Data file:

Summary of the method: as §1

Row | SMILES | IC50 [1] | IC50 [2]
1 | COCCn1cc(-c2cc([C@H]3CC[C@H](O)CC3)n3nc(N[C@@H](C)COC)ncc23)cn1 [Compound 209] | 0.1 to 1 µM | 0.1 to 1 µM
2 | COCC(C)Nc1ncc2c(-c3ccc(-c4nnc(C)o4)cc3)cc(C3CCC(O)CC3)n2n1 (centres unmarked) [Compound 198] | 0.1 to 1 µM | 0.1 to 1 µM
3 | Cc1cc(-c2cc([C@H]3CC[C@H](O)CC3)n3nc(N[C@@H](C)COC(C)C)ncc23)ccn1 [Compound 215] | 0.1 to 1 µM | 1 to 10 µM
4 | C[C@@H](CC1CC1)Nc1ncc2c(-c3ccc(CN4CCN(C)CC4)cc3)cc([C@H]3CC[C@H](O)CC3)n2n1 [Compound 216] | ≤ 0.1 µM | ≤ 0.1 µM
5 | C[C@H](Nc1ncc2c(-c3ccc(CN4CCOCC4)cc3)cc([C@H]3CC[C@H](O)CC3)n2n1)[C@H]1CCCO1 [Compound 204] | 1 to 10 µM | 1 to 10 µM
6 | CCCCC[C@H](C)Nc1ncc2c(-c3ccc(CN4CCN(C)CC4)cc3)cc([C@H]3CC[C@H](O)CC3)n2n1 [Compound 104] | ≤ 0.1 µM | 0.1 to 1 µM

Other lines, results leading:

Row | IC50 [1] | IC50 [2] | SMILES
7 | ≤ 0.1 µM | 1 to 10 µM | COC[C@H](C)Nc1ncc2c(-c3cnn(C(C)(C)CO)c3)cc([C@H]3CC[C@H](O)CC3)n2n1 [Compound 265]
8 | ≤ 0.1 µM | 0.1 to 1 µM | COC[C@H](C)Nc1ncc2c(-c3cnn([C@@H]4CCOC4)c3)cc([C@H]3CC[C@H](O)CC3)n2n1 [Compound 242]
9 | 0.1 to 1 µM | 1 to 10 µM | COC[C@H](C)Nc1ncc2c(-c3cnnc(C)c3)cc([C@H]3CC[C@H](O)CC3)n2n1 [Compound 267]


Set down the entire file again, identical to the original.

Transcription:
Summary of the method: as §1

Row | SMILES | IC50 [1] | IC50 [2]
1 | COCCn1cc(-c2cc([C@H]3CC[C@H](O)CC3)n3nc(N[C@@H](C)COC)ncc23)cn1 [Compound 209] | 0.1 to 1 µM | 0.1 to 1 µM
2 | COCC(C)Nc1ncc2c(-c3ccc(-c4nnc(C)o4)cc3)cc(C3CCC(O)CC3)n2n1 (centres unmarked) [Compound 198] | 0.1 to 1 µM | 0.1 to 1 µM
3 | Cc1cc(-c2cc([C@H]3CC[C@H](O)CC3)n3nc(N[C@@H](C)COC(C)C)ncc23)ccn1 [Compound 215] | 0.1 to 1 µM | 1 to 10 µM
4 | C[C@@H](CC1CC1)Nc1ncc2c(-c3ccc(CN4CCN(C)CC4)cc3)cc([C@H]3CC[C@H](O)CC3)n2n1 [Compound 216] | ≤ 0.1 µM | ≤ 0.1 µM
5 | C[C@H](Nc1ncc2c(-c3ccc(CN4CCOCC4)cc3)cc([C@H]3CC[C@H](O)CC3)n2n1)[C@H]1CCCO1 [Compound 204] | 1 to 10 µM | 1 to 10 µM
6 | CCCCC[C@H](C)Nc1ncc2c(-c3ccc(CN4CCN(C)CC4)cc3)cc([C@H]3CC[C@H](O)CC3)n2n1 [Compound 104] | ≤ 0.1 µM | 0.1 to 1 µM

Other lines, results leading:

Row | IC50 [1] | IC50 [2] | SMILES
7 | ≤ 0.1 µM | 1 to 10 µM | COC[C@H](C)Nc1ncc2c(-c3cnn(C(C)(C)CO)c3)cc([C@H]3CC[C@H](O)CC3)n2n1 [Compound 265]
8 | ≤ 0.1 µM | 0.1 to 1 µM | COC[C@H](C)Nc1ncc2c(-c3cnn([C@@H]4CCOC4)c3)cc([C@H]3CC[C@H](O)CC3)n2n1 [Compound 242]
9 | 0.1 to 1 µM | 1 to 10 µM | COC[C@H](C)Nc1ncc2c(-c3cnnc(C)c3)cc([C@H]3CC[C@H](O)CC3)n2n1 [Compound 267]